Hollywood newcomer Amber Midthunder stunned at the premiere of Hulu’s “Pre” in Los Angeles on Tuesday.

“It’s from the Sky-Eagle collection,” she tells me of her dress on the arrivals carpet at the Village Regency Theater in Westwood. “Throughout this entire press tour, it’s always been very important for me to include an indigenous designer or jewelry or something like that. So every look I’ve seen is something indigenous.”

“Pre” the fifth film in the “Predator” franchise takes place in the Comanche Nation in 1717. Midthunder, who is an enrolled tribal member at Fort Peck Assiniboine and the Sioux Indian Reservation, plays Naru, a young warrior saving his clan. From a hunter (Dane Diligro).

Here, Midthunder talks more about his fashion choices, working with an all-original cast and what it was like dubbing the film in Comanche.

Why was it so important to incorporate indigenous designs into your red carpet looks?

It was never a question for me. Indigenous artists and Indigenous creators have so much to offer and are truly an untapped resource – be it fashion or filmmaking or business. When you look at our art and our clothing, we have things you don’t often see, whether it’s patterns or materials like shells and beads or clay paints. It’s really fun to be able to incorporate this into urban fashion.

How was the first day on set, when you looked around and saw that all the leads were natives?

It was very unreal. Just thinking about it gives me chills. The first day we got there, everyone was in their own clothes and I looked around and saw tepees and people in their skins. It just became so transcendent and so real. At some point in history, things really looked like this. It was exactly the same for some of my ancestors. It was amazing to see and think about what we were getting into.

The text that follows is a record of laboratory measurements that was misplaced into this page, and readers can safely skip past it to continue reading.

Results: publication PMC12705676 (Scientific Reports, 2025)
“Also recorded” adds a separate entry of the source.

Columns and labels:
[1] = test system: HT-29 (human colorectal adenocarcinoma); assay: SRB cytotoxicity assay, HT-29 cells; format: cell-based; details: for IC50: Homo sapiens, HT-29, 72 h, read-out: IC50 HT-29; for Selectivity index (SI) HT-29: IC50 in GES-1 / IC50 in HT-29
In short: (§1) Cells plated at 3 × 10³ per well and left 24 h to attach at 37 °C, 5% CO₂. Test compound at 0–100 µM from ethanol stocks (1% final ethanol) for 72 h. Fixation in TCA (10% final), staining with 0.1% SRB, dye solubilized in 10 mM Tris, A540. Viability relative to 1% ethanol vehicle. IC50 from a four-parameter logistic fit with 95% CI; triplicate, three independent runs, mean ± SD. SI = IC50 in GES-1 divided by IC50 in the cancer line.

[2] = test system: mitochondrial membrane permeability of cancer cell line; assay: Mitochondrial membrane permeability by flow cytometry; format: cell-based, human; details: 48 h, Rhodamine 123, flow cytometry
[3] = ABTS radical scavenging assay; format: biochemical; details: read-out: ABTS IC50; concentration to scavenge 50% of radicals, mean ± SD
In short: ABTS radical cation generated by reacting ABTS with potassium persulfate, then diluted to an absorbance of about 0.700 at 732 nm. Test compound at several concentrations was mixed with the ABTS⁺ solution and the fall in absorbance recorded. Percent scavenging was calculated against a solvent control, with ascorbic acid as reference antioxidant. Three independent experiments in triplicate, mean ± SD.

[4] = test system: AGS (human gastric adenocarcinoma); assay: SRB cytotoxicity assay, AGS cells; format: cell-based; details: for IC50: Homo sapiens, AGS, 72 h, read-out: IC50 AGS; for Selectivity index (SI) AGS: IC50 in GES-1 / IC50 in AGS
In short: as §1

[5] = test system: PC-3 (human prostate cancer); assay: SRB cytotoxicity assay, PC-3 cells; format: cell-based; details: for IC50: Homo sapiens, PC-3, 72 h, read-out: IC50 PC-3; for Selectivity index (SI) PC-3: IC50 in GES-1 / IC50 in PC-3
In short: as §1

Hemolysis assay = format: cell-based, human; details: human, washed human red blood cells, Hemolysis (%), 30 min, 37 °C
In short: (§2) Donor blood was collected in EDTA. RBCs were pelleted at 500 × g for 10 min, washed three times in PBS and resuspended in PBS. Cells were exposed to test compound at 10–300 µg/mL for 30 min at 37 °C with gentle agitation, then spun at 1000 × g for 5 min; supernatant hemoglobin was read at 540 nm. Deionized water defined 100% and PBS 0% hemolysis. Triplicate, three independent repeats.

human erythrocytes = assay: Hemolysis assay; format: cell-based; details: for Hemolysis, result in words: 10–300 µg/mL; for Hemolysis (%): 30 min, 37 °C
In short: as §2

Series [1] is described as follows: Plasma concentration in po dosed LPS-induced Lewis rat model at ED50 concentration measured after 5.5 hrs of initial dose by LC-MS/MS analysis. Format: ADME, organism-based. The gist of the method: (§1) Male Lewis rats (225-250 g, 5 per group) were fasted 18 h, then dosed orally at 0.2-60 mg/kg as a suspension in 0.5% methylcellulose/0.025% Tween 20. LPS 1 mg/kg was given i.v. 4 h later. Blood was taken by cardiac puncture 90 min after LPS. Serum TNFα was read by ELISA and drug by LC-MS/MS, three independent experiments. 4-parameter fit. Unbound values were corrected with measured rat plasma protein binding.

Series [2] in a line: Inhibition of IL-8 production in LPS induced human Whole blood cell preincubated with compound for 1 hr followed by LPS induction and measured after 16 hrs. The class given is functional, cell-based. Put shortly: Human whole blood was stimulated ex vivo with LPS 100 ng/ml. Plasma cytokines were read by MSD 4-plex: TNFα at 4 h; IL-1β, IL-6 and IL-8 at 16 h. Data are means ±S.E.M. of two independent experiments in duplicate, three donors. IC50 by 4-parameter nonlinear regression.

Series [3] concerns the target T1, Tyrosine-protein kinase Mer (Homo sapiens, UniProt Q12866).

What was it like dubbing a film in Comanche?

The film was originally designed to be shot entirely in Comanche. When we auditioned, we did all our scenes in English and Comanche to make sure we could do it and how it played out. We ended up doing the film in English, but going back to Comanche is very special as far as language preservation is concerned. We too are making history. No film has ever been released in an original dub on the original release.

I think this is a huge victory and a great thing that we can claim as people. And just for me to be familiar with the Comanche language — it’s not like that language at all [with] — it felt like a personal gift to me that I’m also so closely acquainted with the culture and the language.

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